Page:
Op-Ed: CT Democrats punt on rising crime, turn focus back to new taxes

State Rep. Ben McGorty (R-122).

State Rep. Ben McGorty (R-122).

Contributed photo /

For weeks, frightened residents and concerned Republican state lawmakers have applied pressure on the state's Democratic governor and Democratic legislative majority, demanding a fix to juvenile justice programs that continue to allow repeat offenders to walk free.

Our constituents are rightfully frustrated, and the evidence of this failure is crystal clear — a 17-year old charged in the hit-and-run death of a beloved marathon runner in New Britain had been arrested 13 times previously, including for other violent offenses like robbery and assault.

But while Connecticut Republicans have pushed ahead for juvenile sentencing and custody reform — gathering signatures to a petition calling state representatives and senators to return to work at the Capitol before the end of the summer — our Democratic colleagues haven't yet met us halfway.

While private meetings have been held between legislative leaders on the issue, no date is still set for a special session. The Governor, who can call a special session of his own, has not indicated if he will do so.

Instead, some Democrats in the legislature are eager to convene a special session of their own: to push forward on the Governor's failed "Transportation and Climate Initiative" (TCI) plan.

Thought to be dead after the plan was roundly criticized by Connecticut businesses and commuters as a back-door scheme to raise the state's 36 cent-per-gallon gas tax, some Democratic legislators and environmental groups are reportedly claiming TCI could be on the agenda for a special session held as early as September.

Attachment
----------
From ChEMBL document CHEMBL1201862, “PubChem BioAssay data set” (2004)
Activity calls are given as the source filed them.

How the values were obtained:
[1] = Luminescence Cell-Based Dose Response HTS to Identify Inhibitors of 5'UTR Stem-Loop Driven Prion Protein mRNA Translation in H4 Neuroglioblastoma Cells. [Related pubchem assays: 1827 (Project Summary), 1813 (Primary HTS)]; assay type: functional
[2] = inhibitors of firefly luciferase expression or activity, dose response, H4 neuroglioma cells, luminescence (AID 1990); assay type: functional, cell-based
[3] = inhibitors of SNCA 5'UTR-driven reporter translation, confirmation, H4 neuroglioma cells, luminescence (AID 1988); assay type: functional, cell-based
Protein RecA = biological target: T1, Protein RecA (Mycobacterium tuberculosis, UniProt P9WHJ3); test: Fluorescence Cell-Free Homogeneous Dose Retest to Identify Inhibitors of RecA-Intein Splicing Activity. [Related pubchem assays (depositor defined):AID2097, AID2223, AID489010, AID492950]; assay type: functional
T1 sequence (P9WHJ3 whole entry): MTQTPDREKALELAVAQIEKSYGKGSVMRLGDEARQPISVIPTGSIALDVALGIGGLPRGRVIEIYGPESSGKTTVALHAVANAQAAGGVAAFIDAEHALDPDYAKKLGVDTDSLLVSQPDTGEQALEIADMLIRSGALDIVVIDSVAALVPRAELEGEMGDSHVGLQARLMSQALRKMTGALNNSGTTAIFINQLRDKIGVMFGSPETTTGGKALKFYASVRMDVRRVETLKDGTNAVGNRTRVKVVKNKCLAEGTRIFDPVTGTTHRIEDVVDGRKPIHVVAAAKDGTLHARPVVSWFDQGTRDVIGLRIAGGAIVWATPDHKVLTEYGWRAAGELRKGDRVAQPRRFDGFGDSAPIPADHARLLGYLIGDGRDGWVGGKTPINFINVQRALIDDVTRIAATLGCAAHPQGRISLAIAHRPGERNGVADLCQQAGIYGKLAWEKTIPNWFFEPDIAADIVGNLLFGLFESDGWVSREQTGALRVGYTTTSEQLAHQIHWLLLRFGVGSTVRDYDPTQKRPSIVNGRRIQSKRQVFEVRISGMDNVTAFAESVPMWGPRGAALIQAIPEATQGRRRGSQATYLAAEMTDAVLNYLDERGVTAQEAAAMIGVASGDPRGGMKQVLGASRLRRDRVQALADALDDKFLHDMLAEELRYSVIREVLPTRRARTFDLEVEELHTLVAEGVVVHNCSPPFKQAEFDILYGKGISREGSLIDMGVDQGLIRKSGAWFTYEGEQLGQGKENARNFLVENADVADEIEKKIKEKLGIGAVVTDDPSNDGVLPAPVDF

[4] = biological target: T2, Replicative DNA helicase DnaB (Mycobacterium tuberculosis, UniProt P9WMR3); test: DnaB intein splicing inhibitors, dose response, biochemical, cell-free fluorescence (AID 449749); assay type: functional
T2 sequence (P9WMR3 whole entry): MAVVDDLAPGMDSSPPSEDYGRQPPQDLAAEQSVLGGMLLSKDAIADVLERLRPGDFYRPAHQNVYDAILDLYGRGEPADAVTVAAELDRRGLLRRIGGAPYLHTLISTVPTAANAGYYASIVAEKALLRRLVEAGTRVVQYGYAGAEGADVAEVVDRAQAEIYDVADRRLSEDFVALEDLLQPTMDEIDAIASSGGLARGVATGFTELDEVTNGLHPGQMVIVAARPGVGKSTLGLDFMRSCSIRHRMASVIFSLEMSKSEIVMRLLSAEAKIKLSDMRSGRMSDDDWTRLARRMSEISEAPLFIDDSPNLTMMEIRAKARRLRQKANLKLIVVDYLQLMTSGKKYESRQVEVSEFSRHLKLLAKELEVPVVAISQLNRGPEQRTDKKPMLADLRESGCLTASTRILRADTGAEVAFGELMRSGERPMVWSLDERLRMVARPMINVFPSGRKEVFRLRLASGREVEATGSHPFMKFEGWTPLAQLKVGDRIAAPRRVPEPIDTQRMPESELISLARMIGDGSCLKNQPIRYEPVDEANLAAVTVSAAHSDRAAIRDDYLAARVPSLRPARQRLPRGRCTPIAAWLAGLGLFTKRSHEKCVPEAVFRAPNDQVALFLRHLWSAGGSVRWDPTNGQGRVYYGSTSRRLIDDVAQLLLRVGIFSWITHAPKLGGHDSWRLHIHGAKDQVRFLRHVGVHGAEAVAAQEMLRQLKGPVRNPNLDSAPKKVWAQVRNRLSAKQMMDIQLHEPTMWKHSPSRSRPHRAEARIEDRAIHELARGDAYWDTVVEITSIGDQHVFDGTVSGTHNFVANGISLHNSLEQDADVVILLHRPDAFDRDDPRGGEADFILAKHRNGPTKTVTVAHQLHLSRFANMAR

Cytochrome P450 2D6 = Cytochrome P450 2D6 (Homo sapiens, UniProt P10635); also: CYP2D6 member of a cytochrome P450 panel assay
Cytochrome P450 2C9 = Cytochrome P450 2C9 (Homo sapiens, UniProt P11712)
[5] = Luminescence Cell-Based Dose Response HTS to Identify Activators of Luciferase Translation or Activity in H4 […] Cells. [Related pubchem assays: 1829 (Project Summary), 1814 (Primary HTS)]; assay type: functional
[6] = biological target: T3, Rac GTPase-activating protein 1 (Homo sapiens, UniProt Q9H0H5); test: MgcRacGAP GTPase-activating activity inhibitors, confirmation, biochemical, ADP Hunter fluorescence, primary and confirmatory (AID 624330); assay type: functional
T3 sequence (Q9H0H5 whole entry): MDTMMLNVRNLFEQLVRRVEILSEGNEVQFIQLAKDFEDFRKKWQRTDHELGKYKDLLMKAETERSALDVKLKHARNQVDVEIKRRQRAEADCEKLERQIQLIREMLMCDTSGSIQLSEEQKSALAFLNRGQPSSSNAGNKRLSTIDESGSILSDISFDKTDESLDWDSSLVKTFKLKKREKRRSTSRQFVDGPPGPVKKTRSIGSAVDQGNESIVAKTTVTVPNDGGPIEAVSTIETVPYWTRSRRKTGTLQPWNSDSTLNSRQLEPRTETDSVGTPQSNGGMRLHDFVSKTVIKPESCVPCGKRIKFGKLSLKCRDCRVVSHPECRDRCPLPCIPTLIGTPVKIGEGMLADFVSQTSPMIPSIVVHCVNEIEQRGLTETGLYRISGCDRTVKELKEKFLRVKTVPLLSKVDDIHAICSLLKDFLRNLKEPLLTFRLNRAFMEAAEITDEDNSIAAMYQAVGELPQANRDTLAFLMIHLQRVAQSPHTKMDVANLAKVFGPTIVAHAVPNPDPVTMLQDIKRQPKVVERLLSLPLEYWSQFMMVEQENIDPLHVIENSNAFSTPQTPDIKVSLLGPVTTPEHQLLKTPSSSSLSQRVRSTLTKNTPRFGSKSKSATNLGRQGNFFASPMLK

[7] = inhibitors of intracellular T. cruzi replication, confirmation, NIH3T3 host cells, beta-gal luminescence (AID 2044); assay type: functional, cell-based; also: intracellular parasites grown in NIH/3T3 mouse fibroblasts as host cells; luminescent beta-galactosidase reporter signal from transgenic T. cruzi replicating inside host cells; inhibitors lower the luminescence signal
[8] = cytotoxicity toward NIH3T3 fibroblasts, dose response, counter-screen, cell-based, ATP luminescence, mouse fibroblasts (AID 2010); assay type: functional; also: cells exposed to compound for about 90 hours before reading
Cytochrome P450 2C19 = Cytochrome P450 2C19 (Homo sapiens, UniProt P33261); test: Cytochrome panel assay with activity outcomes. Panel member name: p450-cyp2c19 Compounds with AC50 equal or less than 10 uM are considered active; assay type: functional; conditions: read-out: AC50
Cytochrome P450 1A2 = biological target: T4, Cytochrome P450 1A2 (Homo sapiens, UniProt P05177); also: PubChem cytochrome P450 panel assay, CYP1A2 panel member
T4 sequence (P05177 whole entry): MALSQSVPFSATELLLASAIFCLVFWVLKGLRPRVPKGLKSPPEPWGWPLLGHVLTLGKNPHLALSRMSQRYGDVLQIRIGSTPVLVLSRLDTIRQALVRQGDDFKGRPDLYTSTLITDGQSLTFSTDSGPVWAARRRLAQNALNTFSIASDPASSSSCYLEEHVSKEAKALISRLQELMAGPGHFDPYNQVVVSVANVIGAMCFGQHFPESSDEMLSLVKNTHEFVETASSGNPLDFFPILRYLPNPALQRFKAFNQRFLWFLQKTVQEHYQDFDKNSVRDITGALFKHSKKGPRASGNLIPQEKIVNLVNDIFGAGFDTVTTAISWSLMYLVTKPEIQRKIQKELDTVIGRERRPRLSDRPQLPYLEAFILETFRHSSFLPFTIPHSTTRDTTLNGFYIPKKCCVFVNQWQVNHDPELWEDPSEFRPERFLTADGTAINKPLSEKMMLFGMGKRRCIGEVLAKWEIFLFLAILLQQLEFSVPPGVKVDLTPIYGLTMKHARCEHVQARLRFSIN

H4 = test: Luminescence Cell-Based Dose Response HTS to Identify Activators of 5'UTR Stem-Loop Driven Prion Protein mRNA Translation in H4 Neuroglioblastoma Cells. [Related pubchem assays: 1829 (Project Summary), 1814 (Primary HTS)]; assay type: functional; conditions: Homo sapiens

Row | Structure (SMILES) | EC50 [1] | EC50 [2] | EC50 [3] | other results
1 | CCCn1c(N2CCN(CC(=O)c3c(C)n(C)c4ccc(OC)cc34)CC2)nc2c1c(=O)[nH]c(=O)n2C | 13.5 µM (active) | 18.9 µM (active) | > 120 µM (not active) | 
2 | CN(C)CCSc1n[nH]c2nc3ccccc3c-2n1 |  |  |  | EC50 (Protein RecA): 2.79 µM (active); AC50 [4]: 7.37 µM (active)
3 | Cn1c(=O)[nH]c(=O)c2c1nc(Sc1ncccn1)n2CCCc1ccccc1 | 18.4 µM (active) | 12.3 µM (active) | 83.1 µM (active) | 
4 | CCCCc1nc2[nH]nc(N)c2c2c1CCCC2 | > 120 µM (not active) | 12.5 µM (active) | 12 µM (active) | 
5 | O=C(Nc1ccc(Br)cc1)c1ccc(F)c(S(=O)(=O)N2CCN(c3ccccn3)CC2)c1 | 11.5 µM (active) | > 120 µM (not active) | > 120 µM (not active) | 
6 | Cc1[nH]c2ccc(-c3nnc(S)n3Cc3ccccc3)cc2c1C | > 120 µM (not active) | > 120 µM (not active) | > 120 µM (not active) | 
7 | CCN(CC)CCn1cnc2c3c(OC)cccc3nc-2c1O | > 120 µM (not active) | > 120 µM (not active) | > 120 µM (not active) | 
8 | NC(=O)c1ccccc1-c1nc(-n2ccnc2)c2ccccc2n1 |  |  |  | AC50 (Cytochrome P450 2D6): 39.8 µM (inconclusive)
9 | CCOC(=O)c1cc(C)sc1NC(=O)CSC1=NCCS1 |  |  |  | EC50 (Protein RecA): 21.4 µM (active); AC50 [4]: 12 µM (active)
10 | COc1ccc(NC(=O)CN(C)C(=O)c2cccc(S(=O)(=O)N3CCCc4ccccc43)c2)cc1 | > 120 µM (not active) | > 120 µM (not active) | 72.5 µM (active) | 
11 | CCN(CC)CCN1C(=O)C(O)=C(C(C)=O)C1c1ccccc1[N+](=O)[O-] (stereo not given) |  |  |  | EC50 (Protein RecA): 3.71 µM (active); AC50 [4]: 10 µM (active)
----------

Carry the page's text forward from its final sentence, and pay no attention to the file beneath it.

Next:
Presiding over a broken system that saw more than 6,000 motor vehicle thefts committed across our state in 2020 while arrests and prosecutions fell, the General Assembly's Democratic majority continued to waffle on the issue in 2021, failing to pursue substantial reforms and instead thoughtfully reminding residents at every opportunity about the importance of keeping your cars locked at night.

After all, there are more important issues at stake than public safety — like their never-ending campaign to tax Connecticut motorists.

I will continue to push for reasonable solutions to our state's juvenile crime problem and ensure the voices of victims are being heard in the process, and I encourage all my fellow colleagues in the House of Representatives to join me in putting our state's public safety first.

State Rep. Ben McGorty serves the 122nd District of Shelton, Stratford and Trumbull in the Connecticut House of Representatives, where he also serves as an Assistant Republican Leader.